If a hydraulic leak goes unnoticed, it could potentially cause a catastrophic failure and dump all the system oil, Cook says. If a leak is spotted, it should be corrected as soon as possible, add Original Seyller Bodies officials.

In addition, both IMT and Original Seyller officials recommend taking time to check under the body to ensure there isn’t any hydraulic plumbing or electrical wiring hanging low or dragging, and inspecting electrical components and wiring. Any issues discovered need to be immediately corrected.

The underside of the body should also be cleaned and checked for loose mounting bolts, cracked members, rust and structural deformation, the officials urge. If the unit is equipped with a crane or lifting device, particular attention should be paid to the mounting structure.

“Not keeping the service body clean can lead to unsafe working conditions and prevent technicians and operators from noticing potential maintenance problems,” says Cook. “The dirtier the truck, the less likely you are to see any problems.

“If you keep it clean and routinely monitor the truck, typically you can get any problems with the body rectified quickly and prevent future problems.”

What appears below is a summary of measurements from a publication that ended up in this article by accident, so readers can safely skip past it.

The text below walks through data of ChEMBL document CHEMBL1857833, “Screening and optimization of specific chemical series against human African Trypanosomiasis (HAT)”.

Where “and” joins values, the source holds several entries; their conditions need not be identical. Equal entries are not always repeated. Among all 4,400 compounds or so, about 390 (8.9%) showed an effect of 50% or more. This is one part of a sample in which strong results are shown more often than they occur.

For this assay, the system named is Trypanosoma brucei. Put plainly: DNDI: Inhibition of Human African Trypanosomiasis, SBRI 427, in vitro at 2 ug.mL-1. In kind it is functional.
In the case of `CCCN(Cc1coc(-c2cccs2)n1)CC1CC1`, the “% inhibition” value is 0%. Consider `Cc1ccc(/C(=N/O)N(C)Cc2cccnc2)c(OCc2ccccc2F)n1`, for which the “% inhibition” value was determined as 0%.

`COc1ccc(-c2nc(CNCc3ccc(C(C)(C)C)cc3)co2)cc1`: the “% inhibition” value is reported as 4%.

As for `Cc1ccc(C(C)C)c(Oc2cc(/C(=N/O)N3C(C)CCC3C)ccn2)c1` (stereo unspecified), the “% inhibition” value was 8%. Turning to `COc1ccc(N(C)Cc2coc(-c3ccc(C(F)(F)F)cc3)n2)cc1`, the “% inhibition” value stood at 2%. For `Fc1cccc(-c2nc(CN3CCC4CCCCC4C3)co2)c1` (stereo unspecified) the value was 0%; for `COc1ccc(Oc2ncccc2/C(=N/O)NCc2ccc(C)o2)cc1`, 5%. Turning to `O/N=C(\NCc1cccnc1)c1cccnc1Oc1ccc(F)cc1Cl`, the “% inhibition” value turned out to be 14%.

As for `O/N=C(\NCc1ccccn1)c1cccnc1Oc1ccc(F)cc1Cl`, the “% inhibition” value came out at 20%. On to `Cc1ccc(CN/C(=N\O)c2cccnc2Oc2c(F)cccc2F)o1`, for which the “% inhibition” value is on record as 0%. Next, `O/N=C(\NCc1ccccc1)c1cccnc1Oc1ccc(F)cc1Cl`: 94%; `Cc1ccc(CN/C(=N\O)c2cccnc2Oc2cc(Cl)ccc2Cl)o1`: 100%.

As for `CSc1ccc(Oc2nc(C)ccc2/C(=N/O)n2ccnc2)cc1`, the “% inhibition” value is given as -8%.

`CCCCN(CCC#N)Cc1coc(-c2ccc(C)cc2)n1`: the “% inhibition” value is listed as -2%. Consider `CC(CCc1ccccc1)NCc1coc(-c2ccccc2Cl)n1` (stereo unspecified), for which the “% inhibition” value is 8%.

CRANE

The crane is the most intricate component of a service/utility truck, points out Cook, and offers the following recommendations for inspection and maintenance.

Daily.

There are a variety of service-crane inspections that must be done daily, including checking:

  • All safety devices for proper operation.
  • Controls for leaks, cracks and proper operation of all functions.
  • Hydraulic system (hoses, tubes, fittings, etc.) for leakage and proper oil level.
  • The crane hook’s safety latches and proper operation.
  • The condition of wire rope.
  • For loose parts or fasteners.

Monthly or after 100 hours of operation, whichever comes first.

Inspections include:

  • Cylinders for leakage at the rod, fittings and welds, as well as for damage to rod and case.
  • Holding valves for proper operation.
  • Control valves for leaks at the fittings and between stations, and control valve linkages for wear, smoothness of operation and tightness of fasteners.